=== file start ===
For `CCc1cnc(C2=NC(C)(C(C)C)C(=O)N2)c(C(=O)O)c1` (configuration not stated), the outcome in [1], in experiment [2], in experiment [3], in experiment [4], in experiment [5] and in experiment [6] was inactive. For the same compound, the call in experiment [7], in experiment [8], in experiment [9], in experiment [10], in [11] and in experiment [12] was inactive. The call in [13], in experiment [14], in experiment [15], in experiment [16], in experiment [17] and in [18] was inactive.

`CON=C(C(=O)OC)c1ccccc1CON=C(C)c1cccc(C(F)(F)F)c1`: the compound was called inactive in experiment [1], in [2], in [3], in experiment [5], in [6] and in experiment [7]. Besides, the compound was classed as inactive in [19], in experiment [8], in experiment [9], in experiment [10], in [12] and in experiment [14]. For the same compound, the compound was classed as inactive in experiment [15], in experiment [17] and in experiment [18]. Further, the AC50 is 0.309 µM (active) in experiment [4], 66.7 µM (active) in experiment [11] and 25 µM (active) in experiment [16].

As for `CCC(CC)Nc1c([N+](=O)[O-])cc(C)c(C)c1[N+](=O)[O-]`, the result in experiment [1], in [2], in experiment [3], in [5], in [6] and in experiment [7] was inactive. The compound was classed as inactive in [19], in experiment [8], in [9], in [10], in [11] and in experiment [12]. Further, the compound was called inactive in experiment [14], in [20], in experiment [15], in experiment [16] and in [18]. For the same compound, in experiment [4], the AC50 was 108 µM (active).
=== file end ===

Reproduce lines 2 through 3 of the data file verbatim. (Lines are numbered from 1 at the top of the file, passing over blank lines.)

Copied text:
`CON=C(C(=O)OC)c1ccccc1CON=C(C)c1cccc(C(F)(F)F)c1`: the compound was called inactive in experiment [1], in [2], in [3], in experiment [5], in [6] and in experiment [7]. Besides, the compound was classed as inactive in [19], in experiment [8], in experiment [9], in experiment [10], in [12] and in experiment [14]. For the same compound, the compound was classed as inactive in experiment [15], in experiment [17] and in experiment [18]. Further, the AC50 is 0.309 µM (active) in experiment [4], 66.7 µM (active) in experiment [11] and 25 µM (active) in experiment [16].

As for `CCC(CC)Nc1c([N+](=O)[O-])cc(C)c(C)c1[N+](=O)[O-]`, the result in experiment [1], in [2], in experiment [3], in [5], in [6] and in experiment [7] was inactive. The compound was classed as inactive in [19], in experiment [8], in [9], in [10], in [11] and in experiment [12]. Further, the compound was called inactive in experiment [14], in [20], in experiment [15], in experiment [16] and in [18]. For the same compound, in experiment [4], the AC50 was 108 µM (active).